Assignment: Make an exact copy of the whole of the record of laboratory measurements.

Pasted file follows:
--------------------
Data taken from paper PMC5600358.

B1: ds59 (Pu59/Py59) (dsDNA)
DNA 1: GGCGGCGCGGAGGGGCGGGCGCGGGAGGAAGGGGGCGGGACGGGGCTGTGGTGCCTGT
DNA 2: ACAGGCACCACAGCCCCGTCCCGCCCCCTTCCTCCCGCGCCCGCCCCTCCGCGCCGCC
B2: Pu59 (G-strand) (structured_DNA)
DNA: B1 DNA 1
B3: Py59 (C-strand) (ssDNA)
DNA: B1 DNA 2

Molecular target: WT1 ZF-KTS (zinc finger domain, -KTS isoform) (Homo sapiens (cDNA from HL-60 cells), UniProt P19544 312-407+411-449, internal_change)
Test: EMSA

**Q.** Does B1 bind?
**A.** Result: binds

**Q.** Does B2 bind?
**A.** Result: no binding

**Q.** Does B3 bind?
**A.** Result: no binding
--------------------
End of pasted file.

Data taken from paper PMC5600358.

B1: ds59 (Pu59/Py59) (dsDNA)
DNA 1: GGCGGCGCGGAGGGGCGGGCGCGGGAGGAAGGGGGCGGGACGGGGCTGTGGTGCCTGT
DNA 2: ACAGGCACCACAGCCCCGTCCCGCCCCCTTCCTCCCGCGCCCGCCCCTCCGCGCCGCC
B2: Pu59 (G-strand) (structured_DNA)
DNA: B1 DNA 1
B3: Py59 (C-strand) (ssDNA)
DNA: B1 DNA 2

Molecular target: WT1 ZF-KTS (zinc finger domain, -KTS isoform) (Homo sapiens (cDNA from HL-60 cells), UniProt P19544 312-407+411-449, internal_change)
Test: EMSA

**Q.** Does B1 bind?
**A.** Result: binds

**Q.** Does B2 bind?
**A.** Result: no binding

**Q.** Does B3 bind?
**A.** Result: no binding